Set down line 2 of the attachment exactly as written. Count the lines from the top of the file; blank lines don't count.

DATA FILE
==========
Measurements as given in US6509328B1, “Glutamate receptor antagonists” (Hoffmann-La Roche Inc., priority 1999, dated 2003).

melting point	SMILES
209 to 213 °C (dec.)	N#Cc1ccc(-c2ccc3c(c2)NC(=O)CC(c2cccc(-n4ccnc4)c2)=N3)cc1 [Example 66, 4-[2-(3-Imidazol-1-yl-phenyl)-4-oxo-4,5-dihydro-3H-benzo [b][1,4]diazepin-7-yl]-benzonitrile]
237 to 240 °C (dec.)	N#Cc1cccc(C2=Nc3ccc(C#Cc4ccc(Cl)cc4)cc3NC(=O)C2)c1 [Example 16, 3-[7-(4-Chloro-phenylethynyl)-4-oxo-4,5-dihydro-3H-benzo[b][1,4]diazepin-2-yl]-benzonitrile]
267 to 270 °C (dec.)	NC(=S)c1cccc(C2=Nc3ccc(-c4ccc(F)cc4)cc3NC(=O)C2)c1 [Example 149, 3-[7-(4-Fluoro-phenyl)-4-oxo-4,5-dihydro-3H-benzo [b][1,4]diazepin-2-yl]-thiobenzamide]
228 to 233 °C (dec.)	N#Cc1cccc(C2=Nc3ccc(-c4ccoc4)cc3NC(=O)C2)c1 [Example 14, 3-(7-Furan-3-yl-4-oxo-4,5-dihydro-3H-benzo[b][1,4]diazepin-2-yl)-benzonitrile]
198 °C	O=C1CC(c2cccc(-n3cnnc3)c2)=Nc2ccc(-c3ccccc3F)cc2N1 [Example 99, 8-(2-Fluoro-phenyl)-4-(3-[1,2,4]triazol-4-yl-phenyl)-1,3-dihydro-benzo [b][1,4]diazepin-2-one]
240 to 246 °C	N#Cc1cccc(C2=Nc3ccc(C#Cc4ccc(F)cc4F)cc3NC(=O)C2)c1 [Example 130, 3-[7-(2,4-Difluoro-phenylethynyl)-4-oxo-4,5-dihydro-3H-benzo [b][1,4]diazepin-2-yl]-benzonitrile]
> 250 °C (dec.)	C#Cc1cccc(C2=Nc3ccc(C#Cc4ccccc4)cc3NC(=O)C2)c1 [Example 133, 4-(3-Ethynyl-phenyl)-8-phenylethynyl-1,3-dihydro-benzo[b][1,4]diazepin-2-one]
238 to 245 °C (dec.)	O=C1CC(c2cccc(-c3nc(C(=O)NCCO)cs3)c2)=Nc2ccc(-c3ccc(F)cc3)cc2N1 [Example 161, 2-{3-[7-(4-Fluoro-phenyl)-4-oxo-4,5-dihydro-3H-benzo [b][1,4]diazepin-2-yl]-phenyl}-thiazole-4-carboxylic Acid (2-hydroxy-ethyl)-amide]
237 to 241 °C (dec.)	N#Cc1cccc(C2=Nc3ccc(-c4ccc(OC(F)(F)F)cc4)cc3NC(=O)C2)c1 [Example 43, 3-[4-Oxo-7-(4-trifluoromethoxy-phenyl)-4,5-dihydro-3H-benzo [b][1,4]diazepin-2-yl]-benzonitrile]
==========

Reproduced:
melting point	SMILES